Guest post by Jackie Hebert, Executive Function Coach and Director of Marketing and Communications at Beyond BookSmart
As Executive Function coaches, we speak with worried parents of high school kids every day. The conversations usually go something like this: “My kid is smart. I see a world of possibilities awaiting them, if only they could be more organized (or stop getting distracted by their phones or be more disciplined about how they work or remember to hand in their homework…). How can I make sure they will be ready for the demands of college?”
It’s no secret that a college education is one of the biggest financial investments a family can make. It’s also one of the riskiest, given current dropout rates and extended time to graduation for many students.
According to the College Board, the median cost for in-state public colleges in 2019-20 was $21,950, while private colleges had a median cost of $49,870. Now, consider the startling fact that four-year graduation rates are currently less than 40%. This means that families are bearing a larger than expected cost when their students need extra time to complete their degree requirements (on average 5.1 years). For the roughly 25% of freshmen who do not return for their sophomore year, that tuition investment can be close to a complete loss—and the burden of loan repayment is now added to a young person’s life sooner than expected. In fact, if those students who leave college do not return to school, the implications are lifelong. The federal government estimates that the median income for a household headed by a high school graduate is about half that of a household headed by a college graduate.
Why are students who remain at college taking longer to complete their requirements? There are many factors at play that include needing to retake failed courses, losing credit when transferring institutions, and taking fewer than 15 credits per semester. The rigors of a college curriculum combined with the freedom and distractions of everyday college life can set some students into a tailspin of academic trouble.
Too often, students arrive at college without the requisite skills for success that highlight the startling difference between getting into school and staying in school. Students can thrive in college when they know how to manage their time, effort, focus, and emotions, as well as plan their work and maintain a healthy balance of social life and academics. These critical self-management abilities are known as Executive Function skills. It is typical for high school and college-aged students to still be developing these brain-based skills.
Massachusetts educational consultant Allison Matlack shares a frequent misconception that parents have about the transition to college life: “I spend a lot of time with parents debunking the myth that a student’s Executive Function skills will suddenly improve in the college setting. The truth is, if they don’t have the skills in high school, they won’t have them when they are in a much less structured, unsupervised setting, when the stakes are higher and the supports are fewer.”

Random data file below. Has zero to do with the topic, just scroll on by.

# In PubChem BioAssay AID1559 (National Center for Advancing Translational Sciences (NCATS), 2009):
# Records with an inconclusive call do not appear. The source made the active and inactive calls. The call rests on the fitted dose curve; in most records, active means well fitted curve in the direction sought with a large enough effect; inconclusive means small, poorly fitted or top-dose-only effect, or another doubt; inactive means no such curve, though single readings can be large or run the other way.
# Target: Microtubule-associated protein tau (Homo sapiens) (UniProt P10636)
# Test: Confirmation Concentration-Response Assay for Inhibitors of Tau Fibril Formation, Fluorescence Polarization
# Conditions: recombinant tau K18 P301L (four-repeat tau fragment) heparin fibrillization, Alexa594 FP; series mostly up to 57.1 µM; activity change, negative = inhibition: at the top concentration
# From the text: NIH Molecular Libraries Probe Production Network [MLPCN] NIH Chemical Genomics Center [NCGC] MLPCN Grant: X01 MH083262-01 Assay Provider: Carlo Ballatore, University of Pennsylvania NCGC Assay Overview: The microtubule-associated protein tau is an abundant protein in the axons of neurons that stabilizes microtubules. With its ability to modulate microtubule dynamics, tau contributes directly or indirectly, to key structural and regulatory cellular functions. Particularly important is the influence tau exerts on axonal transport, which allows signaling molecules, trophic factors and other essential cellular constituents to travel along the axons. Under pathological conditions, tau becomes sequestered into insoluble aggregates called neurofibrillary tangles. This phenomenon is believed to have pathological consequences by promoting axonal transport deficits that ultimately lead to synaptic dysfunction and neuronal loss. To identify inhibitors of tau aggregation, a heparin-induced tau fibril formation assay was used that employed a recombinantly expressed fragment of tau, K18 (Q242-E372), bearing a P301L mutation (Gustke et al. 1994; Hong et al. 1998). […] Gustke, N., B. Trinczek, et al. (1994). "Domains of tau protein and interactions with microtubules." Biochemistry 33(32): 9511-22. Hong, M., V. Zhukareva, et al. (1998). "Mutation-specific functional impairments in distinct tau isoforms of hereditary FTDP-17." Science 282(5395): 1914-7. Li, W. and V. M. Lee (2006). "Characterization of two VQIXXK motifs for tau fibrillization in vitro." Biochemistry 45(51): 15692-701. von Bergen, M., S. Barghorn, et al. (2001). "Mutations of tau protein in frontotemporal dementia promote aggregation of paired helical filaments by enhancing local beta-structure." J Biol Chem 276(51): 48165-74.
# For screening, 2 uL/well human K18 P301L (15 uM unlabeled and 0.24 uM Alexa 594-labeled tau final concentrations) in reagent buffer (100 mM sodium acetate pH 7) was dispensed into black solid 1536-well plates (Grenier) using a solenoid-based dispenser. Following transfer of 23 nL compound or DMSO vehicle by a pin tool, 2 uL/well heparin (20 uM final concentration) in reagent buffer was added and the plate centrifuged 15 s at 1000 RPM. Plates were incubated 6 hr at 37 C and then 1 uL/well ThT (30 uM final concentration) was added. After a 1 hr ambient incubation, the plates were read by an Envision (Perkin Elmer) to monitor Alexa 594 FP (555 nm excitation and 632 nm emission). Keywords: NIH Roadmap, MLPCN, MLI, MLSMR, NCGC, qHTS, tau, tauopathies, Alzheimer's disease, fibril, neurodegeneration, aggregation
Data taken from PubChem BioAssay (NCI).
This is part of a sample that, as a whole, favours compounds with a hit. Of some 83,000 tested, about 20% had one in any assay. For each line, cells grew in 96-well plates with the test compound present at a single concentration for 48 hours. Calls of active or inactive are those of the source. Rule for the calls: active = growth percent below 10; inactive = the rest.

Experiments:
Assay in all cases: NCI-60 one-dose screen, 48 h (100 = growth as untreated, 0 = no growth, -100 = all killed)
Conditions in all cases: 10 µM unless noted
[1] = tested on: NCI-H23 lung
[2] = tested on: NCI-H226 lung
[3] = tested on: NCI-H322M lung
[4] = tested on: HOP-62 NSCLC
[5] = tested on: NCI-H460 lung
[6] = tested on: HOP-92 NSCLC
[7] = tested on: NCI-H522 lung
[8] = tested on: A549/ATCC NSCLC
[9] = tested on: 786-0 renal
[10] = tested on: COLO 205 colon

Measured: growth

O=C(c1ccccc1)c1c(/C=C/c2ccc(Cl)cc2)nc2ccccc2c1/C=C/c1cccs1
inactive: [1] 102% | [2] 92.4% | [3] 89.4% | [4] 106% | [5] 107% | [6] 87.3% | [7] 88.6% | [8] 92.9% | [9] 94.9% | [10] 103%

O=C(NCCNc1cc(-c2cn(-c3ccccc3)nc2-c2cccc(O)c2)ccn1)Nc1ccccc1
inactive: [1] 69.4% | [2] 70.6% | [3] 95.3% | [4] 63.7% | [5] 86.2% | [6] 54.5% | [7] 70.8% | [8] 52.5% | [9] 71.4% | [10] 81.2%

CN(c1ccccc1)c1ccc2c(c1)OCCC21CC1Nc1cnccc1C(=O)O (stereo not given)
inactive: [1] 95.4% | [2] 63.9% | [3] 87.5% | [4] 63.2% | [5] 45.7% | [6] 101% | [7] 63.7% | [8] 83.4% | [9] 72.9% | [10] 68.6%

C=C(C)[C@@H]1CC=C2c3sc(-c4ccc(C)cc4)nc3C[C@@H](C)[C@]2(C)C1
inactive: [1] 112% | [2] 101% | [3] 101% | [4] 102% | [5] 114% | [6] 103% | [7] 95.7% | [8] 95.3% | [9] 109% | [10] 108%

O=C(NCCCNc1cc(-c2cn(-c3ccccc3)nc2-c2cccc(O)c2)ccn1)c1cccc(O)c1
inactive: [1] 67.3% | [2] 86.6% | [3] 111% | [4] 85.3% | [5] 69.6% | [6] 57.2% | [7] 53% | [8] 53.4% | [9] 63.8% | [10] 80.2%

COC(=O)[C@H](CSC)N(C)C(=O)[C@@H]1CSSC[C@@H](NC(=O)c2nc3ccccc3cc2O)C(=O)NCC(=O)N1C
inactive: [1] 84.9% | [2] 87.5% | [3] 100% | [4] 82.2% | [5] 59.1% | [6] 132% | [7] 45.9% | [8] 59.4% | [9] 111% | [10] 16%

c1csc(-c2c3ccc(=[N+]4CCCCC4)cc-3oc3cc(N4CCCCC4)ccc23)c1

We’ve boiled down the skills necessary for college success into six critical areas:
Time Management: Procrastination is the biggest enemy of college students.
Planning: Semester-long projects in college cannot be completed in a single all-nighter.
Self-regulation: Many students struggle to cope with stress and make healthy choices about sleep, nutrition, and socializing.
Flexible Thinking: Dealing with roommates and the demands of different professors require the ability to consider different perspectives.
Self-advocacy: Every college student needs to reach out for help at some point and should feel equipped to ask for what they need.
Self-knowledge: When students know the strategies that really work for them to stay focused and productive, they can set themselves up for success.
If you recognize one or more of these areas as a challenge for your high school student, don’t panic; the good news is that these skills can be learned. Professionals such as Speech-Language Pathologists and Executive Function coaches are trained to effectively teach students how to develop their ability to manage themselves. Look for providers with evidence-based methodology, online session options for convenience, and a track record of success in the field. When your high school child is prepared to self-manage in college, you’ll gain considerable peace of mind even when they encounter inevitable bumps in the road.
About the Author
Jackie Hebert, MS CCC-SLP, is a certified Speech-Language Pathologist and the Director of Marketing and Communications at Beyond BookSmart. Jackie manages social media, website content, and blog/newsletter content for Beyond BookSmart, and she earned her Master’s degree in Speech-Language Pathology from Boston University. Jackie can be reached at email@example.com.